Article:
Books as far as the eye can see

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Books as far as the eye can see


“Orbis Pictus,” or “The Visible World in Pictures,” written by Czech educator Johann Amos Comenius in 1658, is said to be the world’s first illustrated book. It deserves the title, with its explanations of concepts such as flowers, sky, fishing and marriage through 150 pictures.

The author is known to have taken note of the fact that pictures brought fun and understanding to children. Therefore, the book was a visual textbook for preschool-aged children to learn language.

I wonder whether Korea has a longer history than Europe as far as the publication of educational picture books is concerned. The answer becomes clear if we consider the “Iphakdoseol,” or “Entering the World of Learning in Pictures,” written by Kwon Keun during the reign of King Gongmin of the Goryeo Dynasty.

The book, written in 1390, is designated Korea’s National Treasure No. 1,136 and was a beginner’s book for neo-Confucian scholars. The book contained about 40 illustrations including a picture uniting heaven, people and the human mind. In the preface, the author wrote, “As beginners, who learned such Confucian teachings as Daehak and Jungyong, did not understand their meaning even if I gave them detailed explanations, I drew pictures for them and interpreted the meaning of the pictures.”

Simply put, it’s a book that made it easy to understand the meaning of its contents. If we compare this book with Europe’s first illustrated book, this one is over 300 years older.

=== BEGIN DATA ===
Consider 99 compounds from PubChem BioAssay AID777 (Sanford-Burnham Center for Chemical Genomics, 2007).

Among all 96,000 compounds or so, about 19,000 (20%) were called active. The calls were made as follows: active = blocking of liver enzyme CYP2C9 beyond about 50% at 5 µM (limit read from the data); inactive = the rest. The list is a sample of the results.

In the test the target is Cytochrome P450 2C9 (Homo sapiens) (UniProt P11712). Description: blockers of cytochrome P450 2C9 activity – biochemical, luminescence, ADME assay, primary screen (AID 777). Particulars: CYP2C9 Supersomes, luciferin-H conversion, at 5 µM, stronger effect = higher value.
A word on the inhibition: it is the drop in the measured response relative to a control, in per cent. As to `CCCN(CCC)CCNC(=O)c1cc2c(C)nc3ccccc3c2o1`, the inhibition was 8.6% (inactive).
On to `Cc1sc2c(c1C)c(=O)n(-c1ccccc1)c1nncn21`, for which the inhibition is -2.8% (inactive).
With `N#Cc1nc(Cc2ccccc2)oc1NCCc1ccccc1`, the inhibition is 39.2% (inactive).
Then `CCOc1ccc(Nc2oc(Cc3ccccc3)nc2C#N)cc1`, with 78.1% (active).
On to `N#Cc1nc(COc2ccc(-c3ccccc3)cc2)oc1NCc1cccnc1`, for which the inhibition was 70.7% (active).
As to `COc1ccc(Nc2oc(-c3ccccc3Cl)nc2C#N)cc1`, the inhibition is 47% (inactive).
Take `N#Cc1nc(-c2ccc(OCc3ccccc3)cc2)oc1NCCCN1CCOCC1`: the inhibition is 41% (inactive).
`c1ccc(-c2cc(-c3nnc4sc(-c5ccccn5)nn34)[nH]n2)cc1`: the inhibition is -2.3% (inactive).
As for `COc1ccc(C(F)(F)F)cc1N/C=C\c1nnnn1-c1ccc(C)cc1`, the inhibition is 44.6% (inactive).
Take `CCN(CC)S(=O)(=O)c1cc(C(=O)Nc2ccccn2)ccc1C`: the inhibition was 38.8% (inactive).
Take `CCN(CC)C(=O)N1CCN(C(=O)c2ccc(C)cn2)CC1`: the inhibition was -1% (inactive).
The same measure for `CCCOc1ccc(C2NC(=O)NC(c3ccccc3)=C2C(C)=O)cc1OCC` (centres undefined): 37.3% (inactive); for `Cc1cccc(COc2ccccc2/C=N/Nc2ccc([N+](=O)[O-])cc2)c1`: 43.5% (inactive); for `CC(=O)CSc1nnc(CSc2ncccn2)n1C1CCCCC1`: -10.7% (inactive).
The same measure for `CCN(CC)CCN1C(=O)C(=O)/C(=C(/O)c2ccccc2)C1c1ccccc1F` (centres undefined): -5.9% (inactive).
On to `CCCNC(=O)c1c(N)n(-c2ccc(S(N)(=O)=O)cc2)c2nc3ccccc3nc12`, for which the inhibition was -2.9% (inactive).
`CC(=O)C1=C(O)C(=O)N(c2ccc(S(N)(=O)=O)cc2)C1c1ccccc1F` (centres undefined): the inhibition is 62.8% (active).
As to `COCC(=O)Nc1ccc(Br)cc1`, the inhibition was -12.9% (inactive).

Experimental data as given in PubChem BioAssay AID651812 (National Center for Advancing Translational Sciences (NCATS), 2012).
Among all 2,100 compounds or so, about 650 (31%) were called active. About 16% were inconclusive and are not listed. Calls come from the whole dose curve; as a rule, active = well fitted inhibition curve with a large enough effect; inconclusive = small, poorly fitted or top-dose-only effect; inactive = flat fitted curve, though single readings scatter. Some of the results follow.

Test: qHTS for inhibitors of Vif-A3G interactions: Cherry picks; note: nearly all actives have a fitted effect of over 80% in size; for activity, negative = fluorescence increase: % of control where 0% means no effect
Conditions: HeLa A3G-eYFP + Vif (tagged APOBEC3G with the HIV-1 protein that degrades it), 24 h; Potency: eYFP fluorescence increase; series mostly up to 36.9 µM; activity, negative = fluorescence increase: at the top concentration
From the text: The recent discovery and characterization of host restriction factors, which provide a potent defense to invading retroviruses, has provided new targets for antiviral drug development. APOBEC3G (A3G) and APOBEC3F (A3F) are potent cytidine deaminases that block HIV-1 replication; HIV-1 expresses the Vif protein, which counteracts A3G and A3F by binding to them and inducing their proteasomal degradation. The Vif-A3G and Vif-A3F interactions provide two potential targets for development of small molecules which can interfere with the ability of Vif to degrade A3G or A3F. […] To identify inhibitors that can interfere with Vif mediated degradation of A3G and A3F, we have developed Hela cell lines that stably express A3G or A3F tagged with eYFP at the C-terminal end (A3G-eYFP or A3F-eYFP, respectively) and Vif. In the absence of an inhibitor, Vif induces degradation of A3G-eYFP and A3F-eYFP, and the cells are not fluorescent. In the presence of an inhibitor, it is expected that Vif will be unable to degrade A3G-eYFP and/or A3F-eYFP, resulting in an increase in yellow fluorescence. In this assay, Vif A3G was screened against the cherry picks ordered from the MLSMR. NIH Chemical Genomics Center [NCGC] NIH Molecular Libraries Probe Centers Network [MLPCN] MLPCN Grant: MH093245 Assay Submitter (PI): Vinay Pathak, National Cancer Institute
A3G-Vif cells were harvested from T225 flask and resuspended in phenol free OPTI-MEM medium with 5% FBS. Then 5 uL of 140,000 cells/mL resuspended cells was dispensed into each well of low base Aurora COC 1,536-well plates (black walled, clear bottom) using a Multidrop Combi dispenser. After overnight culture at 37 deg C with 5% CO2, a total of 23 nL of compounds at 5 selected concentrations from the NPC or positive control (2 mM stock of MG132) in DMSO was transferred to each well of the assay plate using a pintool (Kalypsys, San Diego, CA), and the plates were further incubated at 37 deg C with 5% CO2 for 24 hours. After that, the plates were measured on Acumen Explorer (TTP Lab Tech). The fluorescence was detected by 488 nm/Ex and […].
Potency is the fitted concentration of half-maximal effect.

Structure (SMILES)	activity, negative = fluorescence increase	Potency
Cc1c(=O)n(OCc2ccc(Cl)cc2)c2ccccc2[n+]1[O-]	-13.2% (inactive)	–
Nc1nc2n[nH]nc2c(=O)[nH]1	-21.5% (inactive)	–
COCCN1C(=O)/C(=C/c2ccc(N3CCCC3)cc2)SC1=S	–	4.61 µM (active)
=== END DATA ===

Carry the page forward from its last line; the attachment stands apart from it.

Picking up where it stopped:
The era of modern picture books, which our schoolchildren read these days, started in England after 1850. Book illustrators like Randolph Caldecott, Kate Greenaway and Walter Crane opened the “golden era of illustrated books” by publishing colorful children’s stories.

In Korea, however, local illustrators only started to actively publish picture books about 10 years ago. Korean children have, in the meantime, read translated versions of imported books.

But the situation is changing. Korean picture books have started to attract attention on the world book market, and the country has exported the copyrights of books to scores of countries. Among the hundreds are “Zoo,” published by Biryongso; “Banjjagi,” published by Yeowon Media; and “Patjuk Grandma and Tiger,” published by Woongjin Think Big.

The 2010 Bologna Children’s Book Fair, the largest event of its kind in the world, opened for four days on Tuesday. Some 50 Korean publishers are exhibiting books there. Among them is “Temple Built of Stone, Seokguram,” written by Kim Mi-hye and illustrated by Choe Mi-ran, one of the leading contenders for the prestigious BolognaRagazzi Award in fiction. Six writers including Shin Hyuna have also been selected as illustrators for this year’s exhibition.

It seems Korean illustrators are now capturing the minds of children around the world.

*The writer is an editorial writer of the JoongAng Ilbo.

By Kim Nam-joong
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